In 2003, my wife was pregnant, and we have some difficulty during that time. My wife as to stay in bed at the hospital for 4 months. So the year was very special, and I wasn’t 100% at my work, mainly at the hospital with my wife.

We met the Cottin brothers in july 2003, and they want to be partner but not 30%, they gives us an option for 100% of the company. The price was good, and the future was clement. We make a deal in October, and we start the joint venture in January 2004.

I was doing 5,000,000€ in 2003, and I bring the company up to 9,000,000€ in 2008, we worked like creasy, and everything was going well until the crisis coming.

The Cottin decide to sell the group, and they fired Olivier Martin who was the head manager of the group in January 2009, then Thomas Leclerc who was the second of the group. In march they fired me, and they said that I was not making the wines for them, it was Fabrice Lesne my second who was vinified the wines since 2001. It’s was creasy from them to buy my company in 2004, with this vision that I wasn’t doing anything?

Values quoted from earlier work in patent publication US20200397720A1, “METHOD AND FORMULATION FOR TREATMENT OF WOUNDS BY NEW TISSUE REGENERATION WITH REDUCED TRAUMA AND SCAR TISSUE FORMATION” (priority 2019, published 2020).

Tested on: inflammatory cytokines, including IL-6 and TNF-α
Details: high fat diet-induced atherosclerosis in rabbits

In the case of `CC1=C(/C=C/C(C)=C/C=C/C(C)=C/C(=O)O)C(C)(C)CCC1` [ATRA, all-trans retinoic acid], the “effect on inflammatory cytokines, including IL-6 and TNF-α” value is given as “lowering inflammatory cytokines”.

They are big négociant, they never liked the fact that I was vinified, and they never liked free person in a group. I was working 120% for the little company, but maybe not 150%?

I always believe to make a great brand in Burgundy, you have to vinified, and you have to get the best vineyard. So you can’t do a great cuvée of Santenots coming from 10 producers, but you can do 5 great Volnay 1er Cru from 10 different producer in small lot.